GRIFFITH: THe police department has had several town halls. He attended one. There are many demands on the city, but right now we have to get through this pandemic. We have a lot of very active people and businesses. Now that we have finished our housing element, we can qualify for grants for affordable housing. Coachella Valley Housing Coalition has several infill homes in progress. We have Food Now. The Chandi Group twice has served meals to thousands of people. Royal Emerald has given thousands to Food Now. "We are focusing slowly, but surely, and in the right direction."

MATAS: The city is very diverse. Over the past five years we've had little division within our city. He meets with people who have needs the city can meet. He talked about meeting with the family of the girl who was killed in traffic at Palm Drive and Camino Aventura. Subsequently they had a town hall and, ultimately, the city changed its priorities and redirected funding so that a traffic signal could be erected sooner at that intersection. We should continue to focus on job creation. More than 2,300 jobs have been created in DHS in the past five years.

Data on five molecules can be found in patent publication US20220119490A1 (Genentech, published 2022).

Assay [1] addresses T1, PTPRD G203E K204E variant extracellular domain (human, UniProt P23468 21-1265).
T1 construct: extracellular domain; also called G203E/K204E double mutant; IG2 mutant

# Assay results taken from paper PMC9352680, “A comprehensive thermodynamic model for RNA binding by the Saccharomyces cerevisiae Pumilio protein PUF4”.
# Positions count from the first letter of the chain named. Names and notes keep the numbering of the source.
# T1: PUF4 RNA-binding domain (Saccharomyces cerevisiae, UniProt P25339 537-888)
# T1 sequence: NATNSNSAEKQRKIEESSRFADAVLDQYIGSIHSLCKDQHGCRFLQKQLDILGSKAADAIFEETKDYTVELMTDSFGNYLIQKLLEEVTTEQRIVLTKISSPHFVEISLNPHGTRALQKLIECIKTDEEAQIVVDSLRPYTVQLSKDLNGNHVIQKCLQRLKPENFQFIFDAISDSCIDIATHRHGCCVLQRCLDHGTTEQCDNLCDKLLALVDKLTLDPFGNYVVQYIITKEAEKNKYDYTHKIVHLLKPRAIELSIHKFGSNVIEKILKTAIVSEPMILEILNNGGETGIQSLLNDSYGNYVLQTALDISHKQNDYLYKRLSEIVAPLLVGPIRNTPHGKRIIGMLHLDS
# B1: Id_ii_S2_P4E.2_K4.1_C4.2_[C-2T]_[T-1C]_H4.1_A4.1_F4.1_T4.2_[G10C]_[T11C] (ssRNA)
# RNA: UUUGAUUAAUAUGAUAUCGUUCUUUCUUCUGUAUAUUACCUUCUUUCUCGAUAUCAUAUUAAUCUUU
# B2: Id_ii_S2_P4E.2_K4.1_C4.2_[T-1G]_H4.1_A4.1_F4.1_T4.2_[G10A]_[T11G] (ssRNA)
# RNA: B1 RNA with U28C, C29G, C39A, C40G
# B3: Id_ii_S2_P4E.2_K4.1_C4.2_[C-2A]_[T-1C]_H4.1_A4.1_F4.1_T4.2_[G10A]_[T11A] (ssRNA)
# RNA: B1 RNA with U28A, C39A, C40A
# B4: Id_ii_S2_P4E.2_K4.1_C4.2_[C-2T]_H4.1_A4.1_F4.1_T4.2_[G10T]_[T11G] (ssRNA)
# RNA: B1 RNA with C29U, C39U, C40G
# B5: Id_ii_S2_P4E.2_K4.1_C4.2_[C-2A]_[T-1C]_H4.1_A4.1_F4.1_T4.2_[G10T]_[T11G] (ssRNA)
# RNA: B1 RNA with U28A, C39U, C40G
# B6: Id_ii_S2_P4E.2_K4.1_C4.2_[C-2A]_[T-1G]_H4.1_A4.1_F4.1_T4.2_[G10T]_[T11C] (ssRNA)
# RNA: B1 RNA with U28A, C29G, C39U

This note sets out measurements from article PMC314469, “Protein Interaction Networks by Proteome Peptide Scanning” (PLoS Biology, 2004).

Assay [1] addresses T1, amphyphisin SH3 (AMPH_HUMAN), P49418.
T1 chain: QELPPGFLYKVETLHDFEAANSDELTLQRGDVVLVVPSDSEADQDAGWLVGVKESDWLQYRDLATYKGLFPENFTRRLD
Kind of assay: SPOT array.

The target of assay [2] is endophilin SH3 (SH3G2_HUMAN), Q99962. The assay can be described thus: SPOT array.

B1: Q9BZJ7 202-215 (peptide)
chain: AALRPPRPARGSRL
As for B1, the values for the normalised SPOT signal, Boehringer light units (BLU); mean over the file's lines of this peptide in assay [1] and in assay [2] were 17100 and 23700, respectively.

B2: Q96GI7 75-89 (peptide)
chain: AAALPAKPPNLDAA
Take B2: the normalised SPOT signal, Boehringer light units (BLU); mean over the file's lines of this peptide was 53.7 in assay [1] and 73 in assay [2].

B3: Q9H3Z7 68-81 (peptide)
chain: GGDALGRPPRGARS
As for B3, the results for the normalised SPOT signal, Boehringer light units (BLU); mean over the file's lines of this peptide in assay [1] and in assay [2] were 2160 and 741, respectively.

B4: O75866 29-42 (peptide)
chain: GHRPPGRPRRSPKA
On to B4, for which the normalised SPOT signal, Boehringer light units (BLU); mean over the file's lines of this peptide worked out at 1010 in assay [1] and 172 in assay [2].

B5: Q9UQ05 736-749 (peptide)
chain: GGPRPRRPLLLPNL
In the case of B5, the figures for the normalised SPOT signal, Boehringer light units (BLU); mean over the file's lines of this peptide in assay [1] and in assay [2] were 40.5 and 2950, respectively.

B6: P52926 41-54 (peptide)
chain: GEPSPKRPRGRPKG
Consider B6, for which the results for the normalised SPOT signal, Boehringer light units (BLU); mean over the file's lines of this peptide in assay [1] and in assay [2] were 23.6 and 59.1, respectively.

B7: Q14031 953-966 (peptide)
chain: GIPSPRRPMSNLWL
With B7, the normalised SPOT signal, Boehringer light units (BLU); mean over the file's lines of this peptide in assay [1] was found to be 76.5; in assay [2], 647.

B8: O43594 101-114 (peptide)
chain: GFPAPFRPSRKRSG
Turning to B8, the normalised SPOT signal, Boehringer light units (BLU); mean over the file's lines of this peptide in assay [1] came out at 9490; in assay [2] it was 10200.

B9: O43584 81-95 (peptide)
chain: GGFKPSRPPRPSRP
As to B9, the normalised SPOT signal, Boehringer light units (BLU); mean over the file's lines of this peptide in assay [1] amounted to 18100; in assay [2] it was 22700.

MATAS: Most cities focus on the continued progress of their vision. "The vison for Desert Hot Springs in cannabis, commercial development, public safety, community programs and fiscal stability is strong." Hew wants another term to make sure the vision stays on track.

MOORE: We need a clear and definable vision. We need to take care of businesses increase the quality of life for residents. Taxes must be kept to a reasonable standard. We need to offer incentives for businesses to come to DHS.

NUÑEZ: Don't sell out the city. He repeated his "blank canvas" metaphor. We should make sure growth is responsible. Put families and community first and the rest will come. CVLink should be extended to DHS. We should capitalize on our hiking trails. "I'm not against cannabis, but we have a dispensary on every corner." We have no strategy for our youth. "My kids especially, your kids, to get out of that, you know, systemic. It's just ridiculous the city hasn't strategized a pathway for kids not to be using, you haven't invested in anti-drug use, billboards, social media. You know, we're big on social media at city hall. Why not send a message? We can't lose our kids to cannabis. And it's not going nowhere, it will be here. It's going to be here long, you know, as long as it can sustain. But we shouldn't subject our kids to be future...we're not cultivating users. I'm not. So let's be responsible."